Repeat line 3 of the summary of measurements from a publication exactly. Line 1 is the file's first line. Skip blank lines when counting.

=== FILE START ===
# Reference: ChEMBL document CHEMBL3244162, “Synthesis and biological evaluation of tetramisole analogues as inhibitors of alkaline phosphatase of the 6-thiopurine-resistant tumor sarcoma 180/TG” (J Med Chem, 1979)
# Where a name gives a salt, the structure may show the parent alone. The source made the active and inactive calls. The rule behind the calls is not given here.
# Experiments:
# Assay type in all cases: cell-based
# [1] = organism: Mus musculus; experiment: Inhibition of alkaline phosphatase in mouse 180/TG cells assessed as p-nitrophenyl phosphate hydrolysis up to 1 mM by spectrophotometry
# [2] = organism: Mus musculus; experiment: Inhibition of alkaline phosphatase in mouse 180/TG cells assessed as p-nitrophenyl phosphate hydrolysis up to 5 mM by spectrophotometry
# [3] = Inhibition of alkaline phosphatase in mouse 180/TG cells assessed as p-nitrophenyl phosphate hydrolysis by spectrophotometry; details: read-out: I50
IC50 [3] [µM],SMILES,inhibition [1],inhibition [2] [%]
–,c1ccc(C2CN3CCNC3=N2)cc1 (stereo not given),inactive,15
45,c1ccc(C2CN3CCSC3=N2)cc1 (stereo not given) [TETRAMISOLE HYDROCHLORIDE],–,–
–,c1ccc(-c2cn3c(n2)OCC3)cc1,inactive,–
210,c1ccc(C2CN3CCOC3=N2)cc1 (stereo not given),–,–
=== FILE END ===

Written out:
# Experiments: